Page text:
California ramps up help as Tulare Lake floods farms, homes
Click here for more coverage of the 2023 floods in the San Joaquin Valley.
FRESNO, Calif. – The director of the California Department of Water Resources visited the southern San Joaquin Valley on Friday to survey the flooding being caused by snowmelt.
Floodwaters have overtaken the Tulare Lake basin, located primarily in Kings and Tulare counties.
The large lakebed has sat dry for decades, but the series of rainstorms this year that has produced heavy snow in the Sierra Nevada has also led to melting snow that is now filling the lake as that fresh water makes its way down through rivers that drain into the lakebed.
Farms and dairies as well as homes are located inside the Tulare Lake basin.
Karla Nemeth, director of the Department of Water Resources, said the state has provided flood fighters, information about the snowpack in the mountains and information about levees and waterways to local counties.
Nemeth said water managers in the southern San Joaquin Valley do not participate in the Central Valley Flood Protection Plan. The region relies on local flood protection districts instead.
But flooding and the re-formation of Tulare Lake has been too much to handle for local authorities – and local counties requested the state’s help.
DWR is continuing our support of #flood fighting efforts in #TulareCounty. In addition to fulfilling a request of 1 mile of muscle wall & 5,000 super saks, the Flood Operation Center has provided inundation maps & hydraulic models to Tulare County & @CALFIRE_TUU ... pic.twitter.com/YW2W4HnPhW— CA - DWR (@CA_DWR) March 24, 2023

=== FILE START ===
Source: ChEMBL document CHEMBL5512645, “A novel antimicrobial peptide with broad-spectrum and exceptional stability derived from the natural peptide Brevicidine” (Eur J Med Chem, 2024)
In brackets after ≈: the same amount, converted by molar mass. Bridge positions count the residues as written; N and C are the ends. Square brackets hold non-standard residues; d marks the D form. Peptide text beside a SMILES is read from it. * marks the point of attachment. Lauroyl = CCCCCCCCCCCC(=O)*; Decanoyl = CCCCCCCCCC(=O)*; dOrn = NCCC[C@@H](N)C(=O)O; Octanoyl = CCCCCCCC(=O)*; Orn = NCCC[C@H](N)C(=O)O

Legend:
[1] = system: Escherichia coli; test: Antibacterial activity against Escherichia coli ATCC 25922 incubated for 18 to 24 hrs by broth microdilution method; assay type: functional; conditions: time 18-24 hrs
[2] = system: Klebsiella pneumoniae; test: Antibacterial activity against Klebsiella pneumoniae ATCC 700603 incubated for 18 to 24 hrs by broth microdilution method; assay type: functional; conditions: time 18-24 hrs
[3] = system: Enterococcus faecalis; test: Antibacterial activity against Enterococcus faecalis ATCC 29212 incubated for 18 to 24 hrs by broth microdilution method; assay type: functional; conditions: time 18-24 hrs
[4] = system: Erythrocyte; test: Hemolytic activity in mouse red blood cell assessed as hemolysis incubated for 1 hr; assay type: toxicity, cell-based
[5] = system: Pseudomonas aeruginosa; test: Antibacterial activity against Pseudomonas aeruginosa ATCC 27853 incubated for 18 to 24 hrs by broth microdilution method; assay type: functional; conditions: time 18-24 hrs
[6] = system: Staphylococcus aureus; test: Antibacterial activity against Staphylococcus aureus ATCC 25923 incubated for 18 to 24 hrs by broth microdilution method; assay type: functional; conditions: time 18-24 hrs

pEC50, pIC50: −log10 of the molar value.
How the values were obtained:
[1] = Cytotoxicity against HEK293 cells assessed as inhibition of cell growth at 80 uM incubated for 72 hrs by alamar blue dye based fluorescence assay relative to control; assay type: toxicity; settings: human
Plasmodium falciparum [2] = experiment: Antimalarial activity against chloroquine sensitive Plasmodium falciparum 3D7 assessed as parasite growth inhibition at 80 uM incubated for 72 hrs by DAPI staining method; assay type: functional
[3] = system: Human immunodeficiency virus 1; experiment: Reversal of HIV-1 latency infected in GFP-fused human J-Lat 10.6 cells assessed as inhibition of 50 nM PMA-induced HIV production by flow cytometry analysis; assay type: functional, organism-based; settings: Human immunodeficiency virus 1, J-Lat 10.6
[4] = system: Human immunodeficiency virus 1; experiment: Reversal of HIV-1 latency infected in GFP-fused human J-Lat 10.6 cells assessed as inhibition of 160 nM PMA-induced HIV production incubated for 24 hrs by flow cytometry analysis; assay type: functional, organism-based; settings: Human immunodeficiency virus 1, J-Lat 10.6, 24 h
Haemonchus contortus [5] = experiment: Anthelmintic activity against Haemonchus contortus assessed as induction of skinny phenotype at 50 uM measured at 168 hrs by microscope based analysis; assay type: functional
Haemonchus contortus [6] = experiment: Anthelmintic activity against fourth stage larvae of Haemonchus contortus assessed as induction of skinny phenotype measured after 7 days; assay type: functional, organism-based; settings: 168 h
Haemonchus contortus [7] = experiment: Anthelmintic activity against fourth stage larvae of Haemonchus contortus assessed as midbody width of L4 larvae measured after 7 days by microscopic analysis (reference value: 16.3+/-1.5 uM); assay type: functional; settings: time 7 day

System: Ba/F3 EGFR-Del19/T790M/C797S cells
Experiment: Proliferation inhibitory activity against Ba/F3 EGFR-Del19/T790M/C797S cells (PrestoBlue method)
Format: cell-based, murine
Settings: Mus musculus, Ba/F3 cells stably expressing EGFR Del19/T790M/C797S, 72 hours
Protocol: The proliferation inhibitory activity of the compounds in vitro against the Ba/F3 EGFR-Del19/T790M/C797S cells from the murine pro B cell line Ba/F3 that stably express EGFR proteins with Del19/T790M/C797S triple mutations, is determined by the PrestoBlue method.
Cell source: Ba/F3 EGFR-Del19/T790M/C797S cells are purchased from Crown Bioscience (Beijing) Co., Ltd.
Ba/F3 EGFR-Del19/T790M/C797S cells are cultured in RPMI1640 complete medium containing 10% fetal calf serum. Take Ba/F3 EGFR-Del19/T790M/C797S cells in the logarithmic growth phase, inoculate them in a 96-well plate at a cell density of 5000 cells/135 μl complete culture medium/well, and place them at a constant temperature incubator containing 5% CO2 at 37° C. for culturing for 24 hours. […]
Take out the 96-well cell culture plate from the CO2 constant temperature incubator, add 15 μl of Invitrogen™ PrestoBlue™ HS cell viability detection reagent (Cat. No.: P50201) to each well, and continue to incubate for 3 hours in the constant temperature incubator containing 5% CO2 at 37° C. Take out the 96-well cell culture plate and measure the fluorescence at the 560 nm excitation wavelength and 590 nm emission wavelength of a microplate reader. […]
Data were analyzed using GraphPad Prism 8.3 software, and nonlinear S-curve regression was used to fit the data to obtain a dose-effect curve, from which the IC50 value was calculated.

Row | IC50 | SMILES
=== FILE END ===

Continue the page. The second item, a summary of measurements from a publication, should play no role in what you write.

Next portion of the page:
"There's obviously communities and agriculture also in the lakebed. So our task ahead is to support the county – all counties – in understanding what's coming at them,” Nemeth said.
Cal Fire has also assisted with water rescues since the start of flooding earlier in March, as well as checking on infrastructure and making repairs at any river or levee breaches. Cal Fire helicopters have dropped large sandbags to hold back water at some rivers where levees have been damaged.
#2023TulareFlood "Super Sack" video @CityofVisalia @TulareCoFire @TulareSheriff @CountyofTulare @cityporterville @CHP_Visalia @ChpPorterville @USACESacramento @CaltransDist6 @NWSHanford @CA_DWR @CAL_FIRE #CALFIRETUU pic.twitter.com/4l9beGBEXO— CAL FIRE Tulare Unit (@CALFIRE_TUU) March 21, 2023
The California Office of Emergency Services is also responding. The office has deployed a California Fire and Rescue Mutual Aid System that brings first responders from other parts of the state to help respond to the floods.
Through the California Fire and Rescue Mutual Aid System, @Cal_OES deploys highly specialized teams like the one from @marincountyfire to help keep communities safe. Do your part to stay safe and never drive around barriers or road closures! pic.twitter.com/zlgNlwrJv0— California Governor's Office of Emergency Services (@Cal_OES) March 23, 2023
There are nearly 24,000 structures threatened by floods, according to Cal Fire. Nearly 800 have already been damaged across Tulare County.
A colder storm is moving into the area starting Tuesday, and it’s expected to add to the already heavy snowpack in Sierra. That will also add to the amount of water that will soon slowly melt and fill Tulare Lake even more.
That snowmelt could take months to be complete.